The whole point of the incarnation was firstly, to enable other human beings to see and experience the love of God, alive and acting within another human being, in their world of space and time. So although St John shows us what happened next, at an indivisible moment on Calvary, what happened then was shown by the other Gospel writers as happening in the world of space and time in which they lived – ‘so that seeing they may learn to believe’. In their Gospels therefore, Matthew, Mark, and Luke give a step by step description of what happened at the resurrection and at the subsequent appearances of Jesus. Then they describe his ascension into heaven before the sending of the Holy Spirit, who came down upon them in the upper room. It was then that the kingdom, as promised, first came into them, in the world of space and time in which they lived. In other words, what they would see later, with St John, as having happened the very moment Jesus died, they first saw at the time, as happening gradually in the world in which they actually lived. This enabled them to see its meaning and significance clearly, in a way that made sense to them, from the very beginning.

Shortly after dawn, on the first Pentecost day when the Jews celebrated the time when God had confirmed his first covenant with his people with ten written commandments, he sent the new law. It was God’s own law of love sent down onto and into the ambassadors of his new kingdom. The power by which this kingdom would be ruled would be nothing other than the Loving Kindness of God. Love cast out fear and it so cast out fear that morning that the new ambassadors appeared openly in the streets of Jerusalem, full of joy and afraid of nobody.

Many thousands were attracted by the sight of men behaving as if they were on their way home after a prolonged happy hour in one of the towns alehouses. St Peter had to reassure them with the true reason why they were acting in such an unusually joyful way and at such an early hour – it was only nine o’clock in the morning. The essence of his speech was simple if staggering for those who had known what had happened to Jesus at the Passover, and who hadn’t? Jesus had risen from the dead, he was alive now and the kingdom that he had promised had come, and all who chose would be welcomed into it. When asked what they were to do in order to be admitted, they were told to return to God, to repent and receive baptism and to have their sins forgiven. This would enable the same Holy Spirit, who they could see was inspiring them from within, to inspire them also to obey in its entirety the New Commandment that Jesus had given them.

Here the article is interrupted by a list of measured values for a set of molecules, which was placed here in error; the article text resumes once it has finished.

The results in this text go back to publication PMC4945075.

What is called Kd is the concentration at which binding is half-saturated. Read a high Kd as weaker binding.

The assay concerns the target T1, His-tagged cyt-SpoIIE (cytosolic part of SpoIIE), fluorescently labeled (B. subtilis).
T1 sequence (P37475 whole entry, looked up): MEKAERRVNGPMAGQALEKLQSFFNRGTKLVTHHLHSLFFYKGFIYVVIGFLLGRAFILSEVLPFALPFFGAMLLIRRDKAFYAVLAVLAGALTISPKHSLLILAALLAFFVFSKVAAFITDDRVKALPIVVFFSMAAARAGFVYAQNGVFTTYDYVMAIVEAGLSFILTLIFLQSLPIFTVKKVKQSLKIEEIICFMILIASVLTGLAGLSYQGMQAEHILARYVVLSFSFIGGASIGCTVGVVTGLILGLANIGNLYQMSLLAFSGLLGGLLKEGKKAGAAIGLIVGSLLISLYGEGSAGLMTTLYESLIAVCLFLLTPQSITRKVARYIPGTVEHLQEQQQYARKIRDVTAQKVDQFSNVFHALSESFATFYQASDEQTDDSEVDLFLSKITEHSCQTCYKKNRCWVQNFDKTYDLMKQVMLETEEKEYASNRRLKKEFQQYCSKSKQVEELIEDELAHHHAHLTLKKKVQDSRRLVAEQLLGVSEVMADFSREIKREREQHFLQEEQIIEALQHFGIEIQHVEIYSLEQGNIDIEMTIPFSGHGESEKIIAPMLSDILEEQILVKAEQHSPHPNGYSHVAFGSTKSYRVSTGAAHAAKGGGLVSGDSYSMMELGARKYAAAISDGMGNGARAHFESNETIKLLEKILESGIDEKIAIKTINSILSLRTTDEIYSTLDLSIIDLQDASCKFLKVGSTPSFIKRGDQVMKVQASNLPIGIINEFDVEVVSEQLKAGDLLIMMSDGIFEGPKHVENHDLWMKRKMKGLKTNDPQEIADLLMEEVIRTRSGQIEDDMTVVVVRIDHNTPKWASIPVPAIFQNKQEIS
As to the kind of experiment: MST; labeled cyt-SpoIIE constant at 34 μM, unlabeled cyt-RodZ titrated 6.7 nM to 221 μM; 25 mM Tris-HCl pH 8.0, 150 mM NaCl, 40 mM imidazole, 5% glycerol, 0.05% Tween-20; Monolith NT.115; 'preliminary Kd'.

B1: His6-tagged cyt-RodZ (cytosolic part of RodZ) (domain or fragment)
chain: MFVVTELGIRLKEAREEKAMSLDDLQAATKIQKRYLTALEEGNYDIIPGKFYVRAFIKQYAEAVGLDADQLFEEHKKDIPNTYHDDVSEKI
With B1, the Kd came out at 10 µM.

More than a thousand years before, and on this very day, the Jews had been given the Ten Commandments. Now they were all subsumed in the New Commandment that Jesus had given to his disciples. In studying in detail the way in which Jesus loved his Father and his fellow human beings, the meaning of this New Commandment gradually begins to stand out in bold relief. Study how he behaved to others, particularly to those in need, read the moving Sermon on the Mount and his other words of practical wisdom, and there you have it – The New Commandment in action, as lived and practised by Jesus himself and as he wants others to live it.

This is the Law that must henceforth prevail in the Kingdom that was inaugurated on the first Pentecost day. Those who try to keep it, are not just incorporated ever more fully into the   Kingdom, but into the King himself, who was crowned by God at what St John called his glorification. At that indivisible moment in time all that Jesus had done for his Father at every moment of his life on earth, was gathered together in an act of complete and unalloyed sacrificial loving. This loving was returned in kind, in such a way, that henceforth Jesus would be caught up in a vortex of supernatural loving that would endlessly revolve between the Father and the Son to eternity, and so too are those who choose to join him.

3 thoughts on “Pentecost – The Coming of the Kingdom

  1. Yes, David, and, for me, it all sounds far-fetched and incredible until I realise that actually all I want is to be part of this loving reality and to embrace the New Commandment. This brings it right down to earth.

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  2. Pingback: Pentecost – The Coming of the Kingdom | David Torkington